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Jonathan Stull | 07.09.2017

Great Smoky Mountains National Park is a place with a long legacy of inhabitation. Generations of Native Americans and several centuries of European inhabitation has created a storied and visible history here—and it is an ideal environment for children to learn about the past while enjoying the present.

The Smokies have some of the highest summits east of the Mississippi (Clingman’s Dome ranks third), but many of the trails in the park are slow, loping paths that meander along creek beds or through meadows with minimal elevation gain and kid-friendly distances—or the option to cut it short. Plus, with the region’s long history, there are museums and exhibits where you can explore the annals of time as if it were still living. And the wildlife, too: fireflies that alight in synchrony, raven and elk, otters once extirpated from this region, and squirrels that fly from treetop to treetop will all delight the kiddos.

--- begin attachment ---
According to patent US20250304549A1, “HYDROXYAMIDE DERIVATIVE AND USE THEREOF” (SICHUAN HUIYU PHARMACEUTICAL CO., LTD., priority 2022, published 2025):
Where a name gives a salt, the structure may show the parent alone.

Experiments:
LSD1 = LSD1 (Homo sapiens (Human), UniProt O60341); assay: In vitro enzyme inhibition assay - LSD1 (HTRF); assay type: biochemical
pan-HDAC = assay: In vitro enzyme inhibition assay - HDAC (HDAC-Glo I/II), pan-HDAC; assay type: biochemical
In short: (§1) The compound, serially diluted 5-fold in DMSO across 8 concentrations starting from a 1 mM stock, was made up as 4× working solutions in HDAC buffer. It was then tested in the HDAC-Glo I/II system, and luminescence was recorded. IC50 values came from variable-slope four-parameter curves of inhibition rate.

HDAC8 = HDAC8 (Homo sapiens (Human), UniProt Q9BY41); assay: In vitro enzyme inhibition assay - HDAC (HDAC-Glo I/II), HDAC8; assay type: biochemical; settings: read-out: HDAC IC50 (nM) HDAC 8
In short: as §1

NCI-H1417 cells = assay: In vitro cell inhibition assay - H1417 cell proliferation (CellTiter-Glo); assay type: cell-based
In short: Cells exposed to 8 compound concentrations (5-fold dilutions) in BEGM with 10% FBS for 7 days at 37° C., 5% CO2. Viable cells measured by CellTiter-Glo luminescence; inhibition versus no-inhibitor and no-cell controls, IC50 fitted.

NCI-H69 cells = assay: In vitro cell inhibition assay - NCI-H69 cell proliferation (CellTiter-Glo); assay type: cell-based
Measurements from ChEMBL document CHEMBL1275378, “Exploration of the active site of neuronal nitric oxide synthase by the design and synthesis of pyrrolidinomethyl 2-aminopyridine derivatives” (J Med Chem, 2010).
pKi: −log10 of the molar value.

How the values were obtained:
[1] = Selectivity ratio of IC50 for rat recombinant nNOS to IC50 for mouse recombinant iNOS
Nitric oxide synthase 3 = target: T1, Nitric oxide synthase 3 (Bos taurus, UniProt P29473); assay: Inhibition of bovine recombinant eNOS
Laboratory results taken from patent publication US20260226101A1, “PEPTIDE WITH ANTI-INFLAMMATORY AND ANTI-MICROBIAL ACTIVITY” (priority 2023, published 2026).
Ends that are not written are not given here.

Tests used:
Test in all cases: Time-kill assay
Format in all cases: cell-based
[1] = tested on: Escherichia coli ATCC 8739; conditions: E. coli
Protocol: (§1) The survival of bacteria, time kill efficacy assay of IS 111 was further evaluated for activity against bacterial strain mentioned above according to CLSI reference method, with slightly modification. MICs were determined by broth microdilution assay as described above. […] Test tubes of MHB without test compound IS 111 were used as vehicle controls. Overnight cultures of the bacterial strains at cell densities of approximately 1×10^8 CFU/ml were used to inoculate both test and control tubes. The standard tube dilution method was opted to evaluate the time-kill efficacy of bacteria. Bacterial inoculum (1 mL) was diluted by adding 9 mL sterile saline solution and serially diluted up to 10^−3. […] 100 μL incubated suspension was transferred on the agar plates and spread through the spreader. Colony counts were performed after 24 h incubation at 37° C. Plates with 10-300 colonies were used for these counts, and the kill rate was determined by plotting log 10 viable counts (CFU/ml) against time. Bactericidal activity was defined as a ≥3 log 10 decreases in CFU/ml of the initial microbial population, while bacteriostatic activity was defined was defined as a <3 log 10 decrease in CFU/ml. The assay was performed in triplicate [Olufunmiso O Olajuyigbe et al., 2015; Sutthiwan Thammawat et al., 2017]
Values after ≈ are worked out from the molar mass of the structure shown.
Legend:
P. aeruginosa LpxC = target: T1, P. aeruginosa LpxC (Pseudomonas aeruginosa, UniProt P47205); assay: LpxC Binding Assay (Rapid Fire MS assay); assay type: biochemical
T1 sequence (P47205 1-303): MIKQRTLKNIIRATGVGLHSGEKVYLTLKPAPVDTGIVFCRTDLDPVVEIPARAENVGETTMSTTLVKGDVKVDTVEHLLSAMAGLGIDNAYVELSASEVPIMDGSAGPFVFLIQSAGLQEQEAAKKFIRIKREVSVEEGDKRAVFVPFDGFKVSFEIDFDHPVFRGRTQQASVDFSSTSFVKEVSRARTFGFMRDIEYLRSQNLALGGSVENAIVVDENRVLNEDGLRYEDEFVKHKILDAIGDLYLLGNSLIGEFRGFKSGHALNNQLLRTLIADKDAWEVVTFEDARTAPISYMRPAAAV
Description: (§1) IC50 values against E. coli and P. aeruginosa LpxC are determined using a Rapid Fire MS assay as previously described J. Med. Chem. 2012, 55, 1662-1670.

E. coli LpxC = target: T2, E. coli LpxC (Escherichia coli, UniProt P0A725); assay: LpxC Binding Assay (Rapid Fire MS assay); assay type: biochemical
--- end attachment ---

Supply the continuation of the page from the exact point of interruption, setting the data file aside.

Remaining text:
But for moment, revel in the opportunity to get outside and let loose the little ones. They’ll thank you for it as soon as you’re done cleaning their hands of mud, provided they didn’t get into the car first.

  • Abrams Falls is an easy 2.5 miles to a short 20-foot cascade.
  • Cades Cove Loop offers 11 miles of meadows and historical homesteads with minimal elevation gain.
  • The Middle Prong Trail traverses 8 miles of old railroad bed, which allows for smooth hiking along a river with numerous cascades and pools. The mileage is less than ideal for kids, but there are shorter options.
  • Fern Branch Falls is a 3.8-mile waterfall hike with a historic site near Greenbrier.
  • Schoolhouse Gap Trail is a short journey that includes a side trail to White Oak Sinks, a wildflower hideaway.
  • Big Creek is a 4-mile hike with a waterfall and swimming hole.
  • Little River Trail, also 4 miles, features waterfalls and the historic town of Element with little elevation gain.
  • The Oconaluftee River Trail is one of the best trails in the park for families—short, flat, and with plenty of opportunities to explore wildflowers and rivers in the Smokies. The Mountain Farm Museum is also here and offers educational opportunities.
  • Deep Creek Loop offers waterfalls, wildflowers, and if your family is able, tubing along the creek.


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